Data can be disruptive. For a long time the management of industrial technology was split across two camps: information technology (IT) and operational technology (OT). IT worked from the top down, deploying and maintaining data-driven infrastructure largely to the management side of business. OT built from the ground up, starting with machinery, equipment, and assets and moving up to monitoring and control systems. For a long time, these two divisions kept to their own turf and found their own effective solutions to problems. Then came smart machines, big data, and the Industrial Internet, and the worlds of IT and OT suddenly collided. Data, once the purview of IT, is now ubiquitous on the operations floor. Using data to enhance productivity is central to the Industrial Internet. In order for that purpose to be fulfilled, IT and OT, developed separately with independent systems architectures, need to come together and find common ground to develop a new information-driven infrastructure.
No small task
Many cultural and technological impediments make IT/OT convergence challenging. From the perspective of culture, IT and OT have traditionally been well-separated domains. When smart assets and infrastructure are introduced, it becomes necessary to figure out new ways to divide ownership and responsibility for the management and maintenance of that infrastructure. This can potentially lead to turf wars and blame games. On top of that, OT standards have generally been proprietary and vendor specific, optimized exclusively for specialized tasks. Unifying IT and OT requires implementing well-defined standards that scale all the way from assets to data centers and back. These standards also need to account for enhanced security, since operational assets that were previously disconnected from widespread communication networks could now be vulnerable.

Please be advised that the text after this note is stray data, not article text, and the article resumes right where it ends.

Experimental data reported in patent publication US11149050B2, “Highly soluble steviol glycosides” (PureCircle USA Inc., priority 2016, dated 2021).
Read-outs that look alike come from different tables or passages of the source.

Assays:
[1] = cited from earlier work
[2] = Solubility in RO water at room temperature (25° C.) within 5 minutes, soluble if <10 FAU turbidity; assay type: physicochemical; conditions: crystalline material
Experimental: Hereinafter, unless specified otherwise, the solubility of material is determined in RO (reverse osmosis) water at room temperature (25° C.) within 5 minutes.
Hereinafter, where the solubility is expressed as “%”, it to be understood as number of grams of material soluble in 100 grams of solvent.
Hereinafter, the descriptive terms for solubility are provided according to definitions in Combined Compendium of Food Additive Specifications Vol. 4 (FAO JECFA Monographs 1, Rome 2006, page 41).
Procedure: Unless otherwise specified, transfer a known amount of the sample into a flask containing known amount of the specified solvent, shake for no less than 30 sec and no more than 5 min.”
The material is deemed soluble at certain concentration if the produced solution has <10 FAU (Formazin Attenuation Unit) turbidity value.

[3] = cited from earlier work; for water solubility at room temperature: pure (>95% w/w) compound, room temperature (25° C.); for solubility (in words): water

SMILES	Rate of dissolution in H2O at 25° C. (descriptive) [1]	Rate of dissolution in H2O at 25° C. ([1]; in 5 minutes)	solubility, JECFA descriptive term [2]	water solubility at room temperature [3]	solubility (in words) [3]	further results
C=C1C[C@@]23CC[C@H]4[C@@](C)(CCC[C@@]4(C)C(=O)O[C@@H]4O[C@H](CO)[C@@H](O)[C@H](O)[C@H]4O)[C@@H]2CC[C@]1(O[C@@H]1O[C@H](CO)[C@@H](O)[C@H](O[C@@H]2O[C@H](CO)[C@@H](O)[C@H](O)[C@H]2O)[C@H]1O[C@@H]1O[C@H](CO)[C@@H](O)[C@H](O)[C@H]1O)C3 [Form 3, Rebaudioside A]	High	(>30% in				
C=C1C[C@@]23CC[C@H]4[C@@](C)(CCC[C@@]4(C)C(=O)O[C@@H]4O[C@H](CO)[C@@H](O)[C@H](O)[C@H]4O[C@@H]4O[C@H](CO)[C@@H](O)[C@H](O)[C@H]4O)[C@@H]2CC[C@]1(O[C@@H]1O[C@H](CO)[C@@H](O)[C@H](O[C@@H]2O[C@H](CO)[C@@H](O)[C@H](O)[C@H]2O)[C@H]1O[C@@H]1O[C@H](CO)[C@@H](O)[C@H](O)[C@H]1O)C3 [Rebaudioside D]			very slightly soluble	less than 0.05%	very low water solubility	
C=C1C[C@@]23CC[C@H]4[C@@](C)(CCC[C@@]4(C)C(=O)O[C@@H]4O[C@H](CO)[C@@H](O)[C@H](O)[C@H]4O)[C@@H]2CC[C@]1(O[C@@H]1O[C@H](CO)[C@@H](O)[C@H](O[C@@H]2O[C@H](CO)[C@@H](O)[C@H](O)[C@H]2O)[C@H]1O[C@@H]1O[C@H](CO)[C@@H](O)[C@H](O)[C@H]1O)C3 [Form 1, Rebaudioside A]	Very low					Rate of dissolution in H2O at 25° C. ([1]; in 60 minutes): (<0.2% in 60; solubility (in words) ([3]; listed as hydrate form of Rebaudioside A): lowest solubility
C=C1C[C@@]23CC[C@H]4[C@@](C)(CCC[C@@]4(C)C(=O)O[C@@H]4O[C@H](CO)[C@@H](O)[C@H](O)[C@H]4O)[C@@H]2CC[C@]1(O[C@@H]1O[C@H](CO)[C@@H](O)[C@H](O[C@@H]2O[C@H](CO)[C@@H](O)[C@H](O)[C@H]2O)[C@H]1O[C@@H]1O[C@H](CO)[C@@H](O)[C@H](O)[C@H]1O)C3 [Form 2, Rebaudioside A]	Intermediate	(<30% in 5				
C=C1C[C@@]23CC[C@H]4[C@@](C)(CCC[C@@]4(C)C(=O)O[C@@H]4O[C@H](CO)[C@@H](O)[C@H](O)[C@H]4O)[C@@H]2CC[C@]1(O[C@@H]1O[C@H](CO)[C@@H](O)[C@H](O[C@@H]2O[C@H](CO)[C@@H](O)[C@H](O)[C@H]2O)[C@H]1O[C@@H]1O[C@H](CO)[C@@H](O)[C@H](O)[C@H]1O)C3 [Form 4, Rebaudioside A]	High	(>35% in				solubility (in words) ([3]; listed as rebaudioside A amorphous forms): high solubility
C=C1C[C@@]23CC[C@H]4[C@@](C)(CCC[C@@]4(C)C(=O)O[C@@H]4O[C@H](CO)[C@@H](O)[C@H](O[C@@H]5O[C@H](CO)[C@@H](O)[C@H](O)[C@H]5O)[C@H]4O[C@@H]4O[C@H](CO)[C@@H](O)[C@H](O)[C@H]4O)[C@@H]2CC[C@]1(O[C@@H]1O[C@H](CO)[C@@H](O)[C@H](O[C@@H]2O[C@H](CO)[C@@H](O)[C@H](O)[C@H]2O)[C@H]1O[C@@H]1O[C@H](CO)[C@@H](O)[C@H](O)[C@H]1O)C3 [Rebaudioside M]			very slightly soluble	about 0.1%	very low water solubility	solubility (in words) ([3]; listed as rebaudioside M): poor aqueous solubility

It's all about the enterprise
All that daunting work can be made easier, however, by the concept of "enterprise architecture." Enterprise architecture is a top-down methodology for developing architecture by focusing first on organizational goals, strategy, vision, and business before delving into the technological specifics. This approach could keep IT/OT deployment aligned with achieving Industrial Internet goals. Going through the process of integrating IT and OT might require some initial effort, but the payoffs are worth it. Take electric utilities, for example. IT/OT convergence allows for possibilities never seen before, such as having live dashboards for an entire organization that report relevant information across many scales; detecting unbalanced load flows and outages; having systems that identify faults and automatically switch to different assets to restore service; and having integrated control, outage management, and distribution management systems that integrate with other IT data systems.
According to Gartner, IT/OT convergence is not only happening, it's inevitable. The trend is toward greater and greater data penetration into the world of operational assets, and CIOs need to become adept at looking at all aspects of their business before architecting solutions that affect what were once exclusively IT and OT domains. Some growing pains are inevitable, but IT/OT convergence is vital to advancing the Industrial Internet, and there's a great opportunity to embrace it and maximize its value.